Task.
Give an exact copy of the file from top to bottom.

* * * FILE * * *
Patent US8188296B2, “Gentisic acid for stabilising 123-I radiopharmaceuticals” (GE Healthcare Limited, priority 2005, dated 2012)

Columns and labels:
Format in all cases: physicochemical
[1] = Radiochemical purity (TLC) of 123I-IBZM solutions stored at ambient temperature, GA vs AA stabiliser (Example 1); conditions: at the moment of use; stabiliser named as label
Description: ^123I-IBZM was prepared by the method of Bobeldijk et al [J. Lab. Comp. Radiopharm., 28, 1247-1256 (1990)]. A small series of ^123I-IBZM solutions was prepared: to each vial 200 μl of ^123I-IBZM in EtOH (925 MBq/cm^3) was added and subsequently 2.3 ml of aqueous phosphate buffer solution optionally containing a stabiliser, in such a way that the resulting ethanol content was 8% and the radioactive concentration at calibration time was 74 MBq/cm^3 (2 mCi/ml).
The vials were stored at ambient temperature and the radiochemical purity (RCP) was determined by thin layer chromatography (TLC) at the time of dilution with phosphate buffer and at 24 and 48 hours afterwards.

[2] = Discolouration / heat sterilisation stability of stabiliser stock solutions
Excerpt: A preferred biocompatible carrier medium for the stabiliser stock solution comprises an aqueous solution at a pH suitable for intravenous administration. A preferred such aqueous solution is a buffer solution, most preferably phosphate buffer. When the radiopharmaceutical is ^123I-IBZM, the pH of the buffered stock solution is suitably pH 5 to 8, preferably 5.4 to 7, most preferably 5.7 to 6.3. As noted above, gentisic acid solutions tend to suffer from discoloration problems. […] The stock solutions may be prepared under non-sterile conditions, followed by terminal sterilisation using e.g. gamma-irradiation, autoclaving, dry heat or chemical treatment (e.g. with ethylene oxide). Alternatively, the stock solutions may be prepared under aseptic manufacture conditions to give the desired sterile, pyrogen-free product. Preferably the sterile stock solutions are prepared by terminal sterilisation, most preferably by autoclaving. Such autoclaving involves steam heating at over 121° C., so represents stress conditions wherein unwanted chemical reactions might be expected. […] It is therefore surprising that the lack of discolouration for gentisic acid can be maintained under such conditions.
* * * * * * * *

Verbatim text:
Patent US8188296B2, “Gentisic acid for stabilising 123-I radiopharmaceuticals” (GE Healthcare Limited, priority 2005, dated 2012)

Columns and labels:
Format in all cases: physicochemical
[1] = Radiochemical purity (TLC) of 123I-IBZM solutions stored at ambient temperature, GA vs AA stabiliser (Example 1); conditions: at the moment of use; stabiliser named as label
Description: ^123I-IBZM was prepared by the method of Bobeldijk et al [J. Lab. Comp. Radiopharm., 28, 1247-1256 (1990)]. A small series of ^123I-IBZM solutions was prepared: to each vial 200 μl of ^123I-IBZM in EtOH (925 MBq/cm^3) was added and subsequently 2.3 ml of aqueous phosphate buffer solution optionally containing a stabiliser, in such a way that the resulting ethanol content was 8% and the radioactive concentration at calibration time was 74 MBq/cm^3 (2 mCi/ml).
The vials were stored at ambient temperature and the radiochemical purity (RCP) was determined by thin layer chromatography (TLC) at the time of dilution with phosphate buffer and at 24 and 48 hours afterwards.

[2] = Discolouration / heat sterilisation stability of stabiliser stock solutions
Excerpt: A preferred biocompatible carrier medium for the stabiliser stock solution comprises an aqueous solution at a pH suitable for intravenous administration. A preferred such aqueous solution is a buffer solution, most preferably phosphate buffer. When the radiopharmaceutical is ^123I-IBZM, the pH of the buffered stock solution is suitably pH 5 to 8, preferably 5.4 to 7, most preferably 5.7 to 6.3. As noted above, gentisic acid solutions tend to suffer from discoloration problems. […] The stock solutions may be prepared under non-sterile conditions, followed by terminal sterilisation using e.g. gamma-irradiation, autoclaving, dry heat or chemical treatment (e.g. with ethylene oxide). Alternatively, the stock solutions may be prepared under aseptic manufacture conditions to give the desired sterile, pyrogen-free product. Preferably the sterile stock solutions are prepared by terminal sterilisation, most preferably by autoclaving. Such autoclaving involves steam heating at over 121° C., so represents stress conditions wherein unwanted chemical reactions might be expected. […] It is therefore surprising that the lack of discolouration for gentisic acid can be maintained under such conditions.